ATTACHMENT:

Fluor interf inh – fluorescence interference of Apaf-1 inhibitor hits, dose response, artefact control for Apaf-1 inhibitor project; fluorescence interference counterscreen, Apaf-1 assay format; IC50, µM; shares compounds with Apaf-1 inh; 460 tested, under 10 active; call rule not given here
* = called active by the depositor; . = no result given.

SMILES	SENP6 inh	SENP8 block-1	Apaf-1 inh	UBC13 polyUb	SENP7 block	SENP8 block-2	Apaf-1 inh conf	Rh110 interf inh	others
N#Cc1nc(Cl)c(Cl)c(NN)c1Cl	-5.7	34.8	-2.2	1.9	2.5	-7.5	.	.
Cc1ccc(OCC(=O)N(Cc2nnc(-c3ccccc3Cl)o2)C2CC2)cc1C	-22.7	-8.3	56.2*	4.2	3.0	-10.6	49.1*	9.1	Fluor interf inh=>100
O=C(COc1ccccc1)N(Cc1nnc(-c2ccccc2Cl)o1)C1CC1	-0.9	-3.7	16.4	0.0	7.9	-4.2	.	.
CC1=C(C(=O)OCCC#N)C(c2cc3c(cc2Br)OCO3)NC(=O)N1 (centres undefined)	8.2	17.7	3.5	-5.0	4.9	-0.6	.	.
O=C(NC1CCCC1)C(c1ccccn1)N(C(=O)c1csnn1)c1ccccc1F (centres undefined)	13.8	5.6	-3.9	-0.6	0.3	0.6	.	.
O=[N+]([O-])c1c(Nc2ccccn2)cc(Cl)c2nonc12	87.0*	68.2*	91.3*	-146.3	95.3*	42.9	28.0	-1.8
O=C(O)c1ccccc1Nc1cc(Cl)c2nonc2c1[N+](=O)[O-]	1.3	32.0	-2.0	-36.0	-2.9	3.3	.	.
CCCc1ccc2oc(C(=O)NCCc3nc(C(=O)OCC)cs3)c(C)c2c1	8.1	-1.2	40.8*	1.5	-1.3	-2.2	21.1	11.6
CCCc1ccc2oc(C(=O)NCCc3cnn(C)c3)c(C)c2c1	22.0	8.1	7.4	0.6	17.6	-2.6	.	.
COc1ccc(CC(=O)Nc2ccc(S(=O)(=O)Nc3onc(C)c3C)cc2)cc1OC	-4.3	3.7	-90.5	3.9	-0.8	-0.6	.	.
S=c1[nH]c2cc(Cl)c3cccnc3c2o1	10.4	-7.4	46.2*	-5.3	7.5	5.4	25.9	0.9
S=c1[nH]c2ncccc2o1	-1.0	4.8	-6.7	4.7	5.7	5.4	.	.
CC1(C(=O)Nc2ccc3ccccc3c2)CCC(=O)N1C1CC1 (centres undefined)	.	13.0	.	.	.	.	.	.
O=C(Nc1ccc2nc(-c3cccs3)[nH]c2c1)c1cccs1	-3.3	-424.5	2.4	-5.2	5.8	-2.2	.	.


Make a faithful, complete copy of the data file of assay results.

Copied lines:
Fluor interf inh – fluorescence interference of Apaf-1 inhibitor hits, dose response, artefact control for Apaf-1 inhibitor project; fluorescence interference counterscreen, Apaf-1 assay format; IC50, µM; shares compounds with Apaf-1 inh; 460 tested, under 10 active; call rule not given here
* = called active by the depositor; . = no result given.

SMILES	SENP6 inh	SENP8 block-1	Apaf-1 inh	UBC13 polyUb	SENP7 block	SENP8 block-2	Apaf-1 inh conf	Rh110 interf inh	others
N#Cc1nc(Cl)c(Cl)c(NN)c1Cl	-5.7	34.8	-2.2	1.9	2.5	-7.5	.	.
Cc1ccc(OCC(=O)N(Cc2nnc(-c3ccccc3Cl)o2)C2CC2)cc1C	-22.7	-8.3	56.2*	4.2	3.0	-10.6	49.1*	9.1	Fluor interf inh=>100
O=C(COc1ccccc1)N(Cc1nnc(-c2ccccc2Cl)o1)C1CC1	-0.9	-3.7	16.4	0.0	7.9	-4.2	.	.
CC1=C(C(=O)OCCC#N)C(c2cc3c(cc2Br)OCO3)NC(=O)N1 (centres undefined)	8.2	17.7	3.5	-5.0	4.9	-0.6	.	.
O=C(NC1CCCC1)C(c1ccccn1)N(C(=O)c1csnn1)c1ccccc1F (centres undefined)	13.8	5.6	-3.9	-0.6	0.3	0.6	.	.
O=[N+]([O-])c1c(Nc2ccccn2)cc(Cl)c2nonc12	87.0*	68.2*	91.3*	-146.3	95.3*	42.9	28.0	-1.8
O=C(O)c1ccccc1Nc1cc(Cl)c2nonc2c1[N+](=O)[O-]	1.3	32.0	-2.0	-36.0	-2.9	3.3	.	.
CCCc1ccc2oc(C(=O)NCCc3nc(C(=O)OCC)cs3)c(C)c2c1	8.1	-1.2	40.8*	1.5	-1.3	-2.2	21.1	11.6
CCCc1ccc2oc(C(=O)NCCc3cnn(C)c3)c(C)c2c1	22.0	8.1	7.4	0.6	17.6	-2.6	.	.
COc1ccc(CC(=O)Nc2ccc(S(=O)(=O)Nc3onc(C)c3C)cc2)cc1OC	-4.3	3.7	-90.5	3.9	-0.8	-0.6	.	.
S=c1[nH]c2cc(Cl)c3cccnc3c2o1	10.4	-7.4	46.2*	-5.3	7.5	5.4	25.9	0.9
S=c1[nH]c2ncccc2o1	-1.0	4.8	-6.7	4.7	5.7	5.4	.	.
CC1(C(=O)Nc2ccc3ccccc3c2)CCC(=O)N1C1CC1 (centres undefined)	.	13.0	.	.	.	.	.	.
O=C(Nc1ccc2nc(-c3cccs3)[nH]c2c1)c1cccs1	-3.3	-424.5	2.4	-5.2	5.8	-2.2	.	.